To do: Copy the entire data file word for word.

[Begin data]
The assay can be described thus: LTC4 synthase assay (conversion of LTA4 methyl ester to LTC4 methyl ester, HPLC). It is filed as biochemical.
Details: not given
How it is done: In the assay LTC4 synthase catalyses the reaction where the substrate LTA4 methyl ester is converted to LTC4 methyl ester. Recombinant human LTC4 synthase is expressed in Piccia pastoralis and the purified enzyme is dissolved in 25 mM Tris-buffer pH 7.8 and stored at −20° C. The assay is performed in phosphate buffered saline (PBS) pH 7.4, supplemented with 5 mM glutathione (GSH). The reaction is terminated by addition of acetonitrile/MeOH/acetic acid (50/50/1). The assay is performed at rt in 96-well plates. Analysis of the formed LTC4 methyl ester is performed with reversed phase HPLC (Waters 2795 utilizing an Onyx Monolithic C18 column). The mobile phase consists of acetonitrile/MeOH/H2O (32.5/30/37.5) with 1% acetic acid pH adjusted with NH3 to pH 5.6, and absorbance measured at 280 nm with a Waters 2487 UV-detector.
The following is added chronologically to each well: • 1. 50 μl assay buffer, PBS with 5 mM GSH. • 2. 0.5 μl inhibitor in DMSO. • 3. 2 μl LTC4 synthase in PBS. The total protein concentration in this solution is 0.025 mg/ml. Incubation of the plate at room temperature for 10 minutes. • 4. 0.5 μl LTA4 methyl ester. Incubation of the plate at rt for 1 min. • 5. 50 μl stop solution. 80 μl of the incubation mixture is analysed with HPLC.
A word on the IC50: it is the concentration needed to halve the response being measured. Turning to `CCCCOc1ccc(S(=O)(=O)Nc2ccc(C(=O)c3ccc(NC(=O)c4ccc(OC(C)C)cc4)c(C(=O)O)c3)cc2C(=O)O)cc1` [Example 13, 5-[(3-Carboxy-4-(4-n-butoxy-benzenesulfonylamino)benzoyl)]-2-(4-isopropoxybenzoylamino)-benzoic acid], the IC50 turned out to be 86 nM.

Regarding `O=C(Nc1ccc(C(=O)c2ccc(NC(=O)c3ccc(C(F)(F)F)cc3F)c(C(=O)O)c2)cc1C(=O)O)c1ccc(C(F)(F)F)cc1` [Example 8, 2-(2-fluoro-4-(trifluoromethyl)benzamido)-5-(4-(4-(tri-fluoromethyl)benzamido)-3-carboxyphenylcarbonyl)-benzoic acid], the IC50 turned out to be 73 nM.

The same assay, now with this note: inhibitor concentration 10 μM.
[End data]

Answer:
The assay can be described thus: LTC4 synthase assay (conversion of LTA4 methyl ester to LTC4 methyl ester, HPLC). It is filed as biochemical.
Details: not given
How it is done: In the assay LTC4 synthase catalyses the reaction where the substrate LTA4 methyl ester is converted to LTC4 methyl ester. Recombinant human LTC4 synthase is expressed in Piccia pastoralis and the purified enzyme is dissolved in 25 mM Tris-buffer pH 7.8 and stored at −20° C. The assay is performed in phosphate buffered saline (PBS) pH 7.4, supplemented with 5 mM glutathione (GSH). The reaction is terminated by addition of acetonitrile/MeOH/acetic acid (50/50/1). The assay is performed at rt in 96-well plates. Analysis of the formed LTC4 methyl ester is performed with reversed phase HPLC (Waters 2795 utilizing an Onyx Monolithic C18 column). The mobile phase consists of acetonitrile/MeOH/H2O (32.5/30/37.5) with 1% acetic acid pH adjusted with NH3 to pH 5.6, and absorbance measured at 280 nm with a Waters 2487 UV-detector.
The following is added chronologically to each well: • 1. 50 μl assay buffer, PBS with 5 mM GSH. • 2. 0.5 μl inhibitor in DMSO. • 3. 2 μl LTC4 synthase in PBS. The total protein concentration in this solution is 0.025 mg/ml. Incubation of the plate at room temperature for 10 minutes. • 4. 0.5 μl LTA4 methyl ester. Incubation of the plate at rt for 1 min. • 5. 50 μl stop solution. 80 μl of the incubation mixture is analysed with HPLC.
A word on the IC50: it is the concentration needed to halve the response being measured. Turning to `CCCCOc1ccc(S(=O)(=O)Nc2ccc(C(=O)c3ccc(NC(=O)c4ccc(OC(C)C)cc4)c(C(=O)O)c3)cc2C(=O)O)cc1` [Example 13, 5-[(3-Carboxy-4-(4-n-butoxy-benzenesulfonylamino)benzoyl)]-2-(4-isopropoxybenzoylamino)-benzoic acid], the IC50 turned out to be 86 nM.

Regarding `O=C(Nc1ccc(C(=O)c2ccc(NC(=O)c3ccc(C(F)(F)F)cc3F)c(C(=O)O)c2)cc1C(=O)O)c1ccc(C(F)(F)F)cc1` [Example 8, 2-(2-fluoro-4-(trifluoromethyl)benzamido)-5-(4-(4-(tri-fluoromethyl)benzamido)-3-carboxyphenylcarbonyl)-benzoic acid], the IC50 turned out to be 73 nM.

The same assay, now with this note: inhibitor concentration 10 μM.